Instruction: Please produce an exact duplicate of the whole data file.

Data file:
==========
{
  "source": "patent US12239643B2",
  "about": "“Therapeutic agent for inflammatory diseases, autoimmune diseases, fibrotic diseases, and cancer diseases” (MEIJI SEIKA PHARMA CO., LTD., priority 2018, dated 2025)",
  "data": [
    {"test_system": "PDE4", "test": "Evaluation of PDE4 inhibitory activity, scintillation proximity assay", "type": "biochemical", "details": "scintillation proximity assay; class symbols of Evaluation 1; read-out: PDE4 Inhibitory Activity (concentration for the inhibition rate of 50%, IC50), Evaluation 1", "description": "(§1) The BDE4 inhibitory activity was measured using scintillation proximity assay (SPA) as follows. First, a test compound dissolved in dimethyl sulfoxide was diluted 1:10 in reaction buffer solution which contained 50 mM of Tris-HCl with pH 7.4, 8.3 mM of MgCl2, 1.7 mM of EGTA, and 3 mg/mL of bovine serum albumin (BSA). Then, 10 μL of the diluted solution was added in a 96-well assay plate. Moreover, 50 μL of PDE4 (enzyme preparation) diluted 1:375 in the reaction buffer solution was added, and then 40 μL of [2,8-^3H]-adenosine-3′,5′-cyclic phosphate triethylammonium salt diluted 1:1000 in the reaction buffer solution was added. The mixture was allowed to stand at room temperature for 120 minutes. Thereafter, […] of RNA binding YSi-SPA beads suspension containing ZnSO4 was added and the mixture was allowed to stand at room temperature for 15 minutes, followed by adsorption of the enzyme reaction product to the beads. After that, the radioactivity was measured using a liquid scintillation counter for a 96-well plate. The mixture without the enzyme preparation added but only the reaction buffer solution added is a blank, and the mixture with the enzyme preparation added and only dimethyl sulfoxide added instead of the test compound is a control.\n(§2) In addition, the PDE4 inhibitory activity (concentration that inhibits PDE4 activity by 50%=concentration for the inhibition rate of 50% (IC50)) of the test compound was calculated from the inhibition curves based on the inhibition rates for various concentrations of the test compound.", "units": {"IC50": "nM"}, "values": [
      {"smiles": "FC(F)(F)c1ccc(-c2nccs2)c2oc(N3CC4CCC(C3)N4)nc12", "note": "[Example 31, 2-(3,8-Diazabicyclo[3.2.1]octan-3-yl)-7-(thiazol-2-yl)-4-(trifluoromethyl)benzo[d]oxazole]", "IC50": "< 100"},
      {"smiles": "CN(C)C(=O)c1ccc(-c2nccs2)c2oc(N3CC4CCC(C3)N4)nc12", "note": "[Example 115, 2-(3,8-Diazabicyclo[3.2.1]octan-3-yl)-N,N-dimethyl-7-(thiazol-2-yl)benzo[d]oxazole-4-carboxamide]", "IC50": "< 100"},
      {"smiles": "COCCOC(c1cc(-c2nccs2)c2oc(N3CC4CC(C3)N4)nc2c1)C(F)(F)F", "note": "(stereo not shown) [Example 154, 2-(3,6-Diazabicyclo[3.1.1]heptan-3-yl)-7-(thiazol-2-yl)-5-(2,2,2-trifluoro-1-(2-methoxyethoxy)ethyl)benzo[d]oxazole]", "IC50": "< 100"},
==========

{
  "source": "patent US12239643B2",
  "about": "“Therapeutic agent for inflammatory diseases, autoimmune diseases, fibrotic diseases, and cancer diseases” (MEIJI SEIKA PHARMA CO., LTD., priority 2018, dated 2025)",
  "data": [
    {"test_system": "PDE4", "test": "Evaluation of PDE4 inhibitory activity, scintillation proximity assay", "type": "biochemical", "details": "scintillation proximity assay; class symbols of Evaluation 1; read-out: PDE4 Inhibitory Activity (concentration for the inhibition rate of 50%, IC50), Evaluation 1", "description": "(§1) The BDE4 inhibitory activity was measured using scintillation proximity assay (SPA) as follows. First, a test compound dissolved in dimethyl sulfoxide was diluted 1:10 in reaction buffer solution which contained 50 mM of Tris-HCl with pH 7.4, 8.3 mM of MgCl2, 1.7 mM of EGTA, and 3 mg/mL of bovine serum albumin (BSA). Then, 10 μL of the diluted solution was added in a 96-well assay plate. Moreover, 50 μL of PDE4 (enzyme preparation) diluted 1:375 in the reaction buffer solution was added, and then 40 μL of [2,8-^3H]-adenosine-3′,5′-cyclic phosphate triethylammonium salt diluted 1:1000 in the reaction buffer solution was added. The mixture was allowed to stand at room temperature for 120 minutes. Thereafter, […] of RNA binding YSi-SPA beads suspension containing ZnSO4 was added and the mixture was allowed to stand at room temperature for 15 minutes, followed by adsorption of the enzyme reaction product to the beads. After that, the radioactivity was measured using a liquid scintillation counter for a 96-well plate. The mixture without the enzyme preparation added but only the reaction buffer solution added is a blank, and the mixture with the enzyme preparation added and only dimethyl sulfoxide added instead of the test compound is a control.\n(§2) In addition, the PDE4 inhibitory activity (concentration that inhibits PDE4 activity by 50%=concentration for the inhibition rate of 50% (IC50)) of the test compound was calculated from the inhibition curves based on the inhibition rates for various concentrations of the test compound.", "units": {"IC50": "nM"}, "values": [
      {"smiles": "FC(F)(F)c1ccc(-c2nccs2)c2oc(N3CC4CCC(C3)N4)nc12", "note": "[Example 31, 2-(3,8-Diazabicyclo[3.2.1]octan-3-yl)-7-(thiazol-2-yl)-4-(trifluoromethyl)benzo[d]oxazole]", "IC50": "< 100"},
      {"smiles": "CN(C)C(=O)c1ccc(-c2nccs2)c2oc(N3CC4CCC(C3)N4)nc12", "note": "[Example 115, 2-(3,8-Diazabicyclo[3.2.1]octan-3-yl)-N,N-dimethyl-7-(thiazol-2-yl)benzo[d]oxazole-4-carboxamide]", "IC50": "< 100"},
      {"smiles": "COCCOC(c1cc(-c2nccs2)c2oc(N3CC4CC(C3)N4)nc2c1)C(F)(F)F", "note": "(stereo not shown) [Example 154, 2-(3,6-Diazabicyclo[3.1.1]heptan-3-yl)-7-(thiazol-2-yl)-5-(2,2,2-trifluoro-1-(2-methoxyethoxy)ethyl)benzo[d]oxazole]", "IC50": "< 100"},